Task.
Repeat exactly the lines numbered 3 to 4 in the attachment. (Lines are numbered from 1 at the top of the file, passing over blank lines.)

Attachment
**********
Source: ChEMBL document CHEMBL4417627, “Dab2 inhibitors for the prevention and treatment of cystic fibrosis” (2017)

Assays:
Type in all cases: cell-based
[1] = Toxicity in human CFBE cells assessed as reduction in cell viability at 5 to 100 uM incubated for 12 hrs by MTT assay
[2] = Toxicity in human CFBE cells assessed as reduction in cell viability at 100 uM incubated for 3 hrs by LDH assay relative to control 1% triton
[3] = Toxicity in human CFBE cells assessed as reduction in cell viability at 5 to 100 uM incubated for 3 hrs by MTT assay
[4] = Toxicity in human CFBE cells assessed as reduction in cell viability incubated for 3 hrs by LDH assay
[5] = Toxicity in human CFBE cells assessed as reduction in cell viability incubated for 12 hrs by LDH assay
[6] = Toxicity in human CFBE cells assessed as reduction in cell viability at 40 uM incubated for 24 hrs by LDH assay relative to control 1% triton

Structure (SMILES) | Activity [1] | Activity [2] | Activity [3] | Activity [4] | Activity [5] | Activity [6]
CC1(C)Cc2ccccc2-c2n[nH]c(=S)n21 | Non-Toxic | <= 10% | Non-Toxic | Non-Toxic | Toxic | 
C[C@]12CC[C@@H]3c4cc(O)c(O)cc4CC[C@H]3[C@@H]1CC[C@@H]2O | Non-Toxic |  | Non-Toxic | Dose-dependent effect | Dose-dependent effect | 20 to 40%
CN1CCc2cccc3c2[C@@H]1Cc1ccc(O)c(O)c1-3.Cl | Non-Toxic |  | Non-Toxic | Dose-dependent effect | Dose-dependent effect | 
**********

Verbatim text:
Type in all cases: cell-based
[1] = Toxicity in human CFBE cells assessed as reduction in cell viability at 5 to 100 uM incubated for 12 hrs by MTT assay